0:12 Five years ago, I experienced a bit of what it must have been like to be Alice in Wonderland. Penn State asked me, a communications teacher, to teach a communications class for engineering students. And I was scared. (Laughter) Really scared. Scared of these students with their big brains and their big books and their big, unfamiliar words. But as these conversations unfolded, I experienced what Alice must have when she went down that rabbit hole and saw that door to a whole new world. That's just how I felt as I had those conversations with the students. I was amazed at the ideas that they had, and I wanted others to experience this wonderland as well. And I believe the key to opening that door is great communication.
0:58 We desperately need great communication from our scientists and engineers in order to change the world. Our scientists and engineers are the ones that are tackling our grandest challenges, from energy to environment to health care, among others, and if we don't know about it and understand it, then the work isn't done, and I believe it's our responsibility as non-scientists to have these interactions. But these great conversations can't occur if our scientists and engineers don't invite us in to see their wonderland. So scientists and engineers, please, talk nerdy to us.
1:34 I want to share a few keys on how you can do that to make sure that we can see that your science is sexy and that your engineering is engaging. First question to answer for us: so what? Tell us why your science is relevant to us. Don't just tell me that you study trabeculae, but tell me that you study trabeculae, which is the mesh-like structure of our bones because it's important to understanding and treating osteoporosis.
2:02 And when you're describing your science, beware of jargon. Jargon is a barrier to our understanding of your ideas. Sure, you can say "spatial and temporal," but why not just say "space and time," which is so much more accessible to us? And making your ideas accessible is not the same as dumbing it down. Instead, as Einstein said, make everything as simple as possible, but no simpler. You can clearly communicate your science without compromising the ideas. A few things to consider are having examples, stories and analogies. Those are ways to engage and excite us about your content. And when presenting your work, drop the bullet points. Have you ever wondered why they're called bullet points? (Laughter) What do bullets do? Bullets kill, and they will kill your presentation. A slide like this is not only boring, but it relies too much on the language area of our brain, and causes us to become overwhelmed. Instead, this example slide by Genevieve Brown is much more effective. It's showing that the special structure of trabeculae are so strong that they actually inspired the unique design of the Eiffel Tower. And the trick here is to use a single, readable sentence that the audience can key into if they get a bit lost, and then provide visuals which appeal to our other senses and create a deeper sense of understanding of what's being described.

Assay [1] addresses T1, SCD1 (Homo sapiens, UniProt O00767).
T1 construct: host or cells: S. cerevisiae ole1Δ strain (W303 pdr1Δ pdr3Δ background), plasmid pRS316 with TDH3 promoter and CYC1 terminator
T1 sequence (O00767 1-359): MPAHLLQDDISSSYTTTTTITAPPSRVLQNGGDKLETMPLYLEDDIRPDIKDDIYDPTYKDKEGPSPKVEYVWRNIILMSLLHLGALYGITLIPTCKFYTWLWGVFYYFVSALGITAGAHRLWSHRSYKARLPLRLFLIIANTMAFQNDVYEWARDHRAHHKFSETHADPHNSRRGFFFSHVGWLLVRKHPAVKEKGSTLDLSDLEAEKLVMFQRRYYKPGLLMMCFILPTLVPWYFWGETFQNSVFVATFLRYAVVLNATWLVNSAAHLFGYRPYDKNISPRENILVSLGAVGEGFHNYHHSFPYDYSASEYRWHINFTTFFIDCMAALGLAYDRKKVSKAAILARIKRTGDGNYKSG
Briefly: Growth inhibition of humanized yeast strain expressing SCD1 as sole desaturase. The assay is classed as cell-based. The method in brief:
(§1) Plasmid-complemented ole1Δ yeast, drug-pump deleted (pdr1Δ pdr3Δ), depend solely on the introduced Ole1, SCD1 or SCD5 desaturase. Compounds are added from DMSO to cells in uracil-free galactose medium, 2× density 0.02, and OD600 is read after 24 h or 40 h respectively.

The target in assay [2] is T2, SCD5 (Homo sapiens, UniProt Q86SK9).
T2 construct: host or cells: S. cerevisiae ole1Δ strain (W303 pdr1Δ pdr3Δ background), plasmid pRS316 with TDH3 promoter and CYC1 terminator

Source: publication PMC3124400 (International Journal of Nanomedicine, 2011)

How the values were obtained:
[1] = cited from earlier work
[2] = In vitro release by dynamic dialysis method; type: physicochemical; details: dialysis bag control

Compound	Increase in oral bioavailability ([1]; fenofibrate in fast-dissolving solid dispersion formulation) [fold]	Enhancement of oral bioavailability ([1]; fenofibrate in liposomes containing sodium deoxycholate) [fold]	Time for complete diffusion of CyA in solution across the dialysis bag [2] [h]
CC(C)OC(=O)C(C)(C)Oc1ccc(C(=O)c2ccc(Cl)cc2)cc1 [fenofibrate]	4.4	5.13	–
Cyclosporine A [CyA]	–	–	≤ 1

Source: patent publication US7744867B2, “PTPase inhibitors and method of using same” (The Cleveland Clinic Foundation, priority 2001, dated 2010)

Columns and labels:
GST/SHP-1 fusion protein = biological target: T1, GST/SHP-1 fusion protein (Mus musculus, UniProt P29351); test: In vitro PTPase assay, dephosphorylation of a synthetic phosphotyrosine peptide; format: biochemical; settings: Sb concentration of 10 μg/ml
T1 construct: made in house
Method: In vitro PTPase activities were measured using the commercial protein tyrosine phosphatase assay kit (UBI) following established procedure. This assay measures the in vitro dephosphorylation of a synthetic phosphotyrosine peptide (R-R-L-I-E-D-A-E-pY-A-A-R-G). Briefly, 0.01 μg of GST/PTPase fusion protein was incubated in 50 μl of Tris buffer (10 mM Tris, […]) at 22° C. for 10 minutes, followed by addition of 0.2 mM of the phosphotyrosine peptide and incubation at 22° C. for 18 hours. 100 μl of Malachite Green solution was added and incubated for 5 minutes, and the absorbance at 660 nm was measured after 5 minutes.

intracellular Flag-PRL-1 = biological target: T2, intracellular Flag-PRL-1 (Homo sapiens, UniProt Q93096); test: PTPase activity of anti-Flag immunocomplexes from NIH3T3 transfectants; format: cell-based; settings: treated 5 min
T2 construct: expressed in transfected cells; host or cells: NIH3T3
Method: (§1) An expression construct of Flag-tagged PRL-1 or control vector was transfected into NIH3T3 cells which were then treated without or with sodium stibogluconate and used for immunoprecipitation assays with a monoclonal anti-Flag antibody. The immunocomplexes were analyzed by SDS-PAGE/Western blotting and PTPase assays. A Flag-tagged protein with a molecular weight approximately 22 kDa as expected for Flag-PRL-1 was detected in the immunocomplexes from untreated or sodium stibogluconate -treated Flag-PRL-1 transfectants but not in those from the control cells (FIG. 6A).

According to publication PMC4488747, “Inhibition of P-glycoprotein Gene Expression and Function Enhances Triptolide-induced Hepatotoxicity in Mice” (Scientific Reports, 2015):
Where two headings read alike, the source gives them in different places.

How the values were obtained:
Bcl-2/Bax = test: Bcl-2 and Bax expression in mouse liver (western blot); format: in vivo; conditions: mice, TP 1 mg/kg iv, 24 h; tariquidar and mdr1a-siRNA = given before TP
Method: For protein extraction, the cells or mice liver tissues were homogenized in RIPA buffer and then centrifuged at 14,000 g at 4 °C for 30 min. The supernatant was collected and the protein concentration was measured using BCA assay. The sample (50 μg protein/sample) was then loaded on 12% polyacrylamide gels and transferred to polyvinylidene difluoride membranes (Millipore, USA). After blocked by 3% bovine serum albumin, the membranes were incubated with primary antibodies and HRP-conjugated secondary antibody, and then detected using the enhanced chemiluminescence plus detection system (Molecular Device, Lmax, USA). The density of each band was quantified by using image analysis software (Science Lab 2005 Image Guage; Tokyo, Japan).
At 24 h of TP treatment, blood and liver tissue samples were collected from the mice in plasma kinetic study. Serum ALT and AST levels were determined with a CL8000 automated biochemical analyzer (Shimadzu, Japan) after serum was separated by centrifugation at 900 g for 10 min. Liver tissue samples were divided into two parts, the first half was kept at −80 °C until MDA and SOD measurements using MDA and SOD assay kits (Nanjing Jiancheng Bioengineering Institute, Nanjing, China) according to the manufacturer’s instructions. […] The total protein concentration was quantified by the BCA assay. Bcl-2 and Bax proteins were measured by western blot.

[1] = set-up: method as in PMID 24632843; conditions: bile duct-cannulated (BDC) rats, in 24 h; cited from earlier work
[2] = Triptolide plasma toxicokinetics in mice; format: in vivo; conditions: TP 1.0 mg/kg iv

3:32 So I think these are just a few keys that can help the rest of us to open that door and see the wonderland that is science and engineering. And because the engineers that I've worked with have taught me to become really in touch with my inner nerd, I want to summarize with an equation. (Laughter) Take your science, subtract your bullet points and your jargon, divide by relevance, meaning share what's relevant to the audience, and multiply it by the passion that you have for this incredible work that you're doing, and that is going to equal incredible interactions that are full of understanding. And so, scientists and engineers, when you've solved this equation, by all means, talk nerdy to me. (Laughter) Thank you. (Applause)